Skip to Content

Steven Hooper

  • Steven HooperSRU Director, Professor of Visual Arts
  • Emails.hooper@uea.ac.uk
  • Tel0044 (0)1603 593022
  • Academic Background PhD Social Anthropology, Cambridge
  • General Research Interests Arts of the Pacific region, Fiji, North America
    • Specialises in the arts of the Pacific region and North America. His main interests cover the relationship between Polynesian material culture, chiefship, valuables and exchange, ethnohistory, cultural property, ethnographical museums, the art market, publishing, book production and design. He completed his doctorate in social anthropology at the University of Cambridge, having conducted fieldwork in Fiji.

      His publications include Art & Artefacts of the Pacific, Africa & the Americas: the James Hooper Collection (1976), The Fiji Journals of Baron Anatole von Hügel, 1875-77 (1990), the three-volume Robert & Lisa Sainsbury Collection (1997, Yale University Press, editor and part author); Memorial Images of Eastern Fiji: materials, metaphors and meanings. In: Herle, A. et al. (eds.), Pacific Art: persistence, change and meaning. Honolulu: University of Hawaii Press. pp. 309-323 (2002) and Pacific Encounters: art and divinity in Polynesia 1760-1860, British Museum Press (2006).

      The 'Pacific Encounters' publication accompanied a major exhibition of the same name which was shown at the Sainsbury Centre for Visual Arts in May-August 2006, itself the culmination of a the Polynesian Visual Arts Project. In 2008 the exhibition was re-presented at the Musée du Quai Branly in Paris as 'Polynésie: arts et divinités 1760-1860', co-curated by Steven Hooper and Karen Jacobs. The Paris exhibition closed in September 2008 with a ritual led by UK-based Polynesians Rosanna Raymond, Maia Jessop and George Nuku, and by members of the French Polynesian community in Paris. After a circuit of the exhibition, a poem by Rosanna Raymond and celebratory dances by the French Polynesians, a plexiglass hei tiki (neck ornament) made by the artist George Nuku was presented to the Musée du quai Branly to embody the continuing link between the museum and the descendants of the artists who had made the historical treasures featured in the exhibition. The Delegation Polynésie Française afterwards hosted a reception for visiting Polynesians and all those involved in the making of the exhibition, attended by Sarah Dennis, New Zealand ambassador to France.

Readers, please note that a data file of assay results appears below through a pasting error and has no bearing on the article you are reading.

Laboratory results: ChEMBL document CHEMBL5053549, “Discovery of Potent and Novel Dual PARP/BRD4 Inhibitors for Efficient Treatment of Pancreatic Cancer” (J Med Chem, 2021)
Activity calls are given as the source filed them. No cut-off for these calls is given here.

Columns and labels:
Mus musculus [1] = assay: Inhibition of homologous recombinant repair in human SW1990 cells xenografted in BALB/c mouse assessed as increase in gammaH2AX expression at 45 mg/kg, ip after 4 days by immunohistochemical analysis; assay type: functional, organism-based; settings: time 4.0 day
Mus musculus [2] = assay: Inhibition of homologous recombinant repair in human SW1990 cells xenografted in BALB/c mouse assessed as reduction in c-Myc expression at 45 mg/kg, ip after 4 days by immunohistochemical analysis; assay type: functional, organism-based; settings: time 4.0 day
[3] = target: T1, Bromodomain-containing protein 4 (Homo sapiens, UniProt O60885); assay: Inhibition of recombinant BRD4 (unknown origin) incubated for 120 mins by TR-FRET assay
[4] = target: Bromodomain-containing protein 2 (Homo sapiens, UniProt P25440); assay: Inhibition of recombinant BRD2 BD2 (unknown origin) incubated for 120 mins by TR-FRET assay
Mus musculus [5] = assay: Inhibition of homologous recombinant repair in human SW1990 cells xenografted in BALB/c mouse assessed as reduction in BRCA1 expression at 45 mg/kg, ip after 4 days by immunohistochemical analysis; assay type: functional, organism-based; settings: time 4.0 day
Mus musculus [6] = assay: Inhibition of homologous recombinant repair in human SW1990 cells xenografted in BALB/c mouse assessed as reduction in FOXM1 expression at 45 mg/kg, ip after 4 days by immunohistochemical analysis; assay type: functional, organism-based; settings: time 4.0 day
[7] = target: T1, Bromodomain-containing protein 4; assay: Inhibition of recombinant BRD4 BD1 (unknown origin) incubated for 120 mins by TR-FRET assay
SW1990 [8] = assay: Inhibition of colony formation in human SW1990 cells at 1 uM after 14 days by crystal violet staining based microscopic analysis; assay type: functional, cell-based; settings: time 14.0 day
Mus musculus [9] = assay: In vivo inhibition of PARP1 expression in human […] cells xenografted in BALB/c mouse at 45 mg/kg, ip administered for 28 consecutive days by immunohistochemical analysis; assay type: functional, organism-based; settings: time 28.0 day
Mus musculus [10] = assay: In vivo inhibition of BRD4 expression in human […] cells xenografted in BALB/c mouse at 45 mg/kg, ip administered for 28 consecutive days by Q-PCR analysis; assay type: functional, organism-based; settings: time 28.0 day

Professor Hooper is currently researching and writing articles and a monograph on Polynesian and Fijian art history and anthropology as part of the AHRC-sponsored Fijian Art Research project. An exhibition resulting from the project will open at the Sainsbury Centre for Visual Arts in Spring 2016.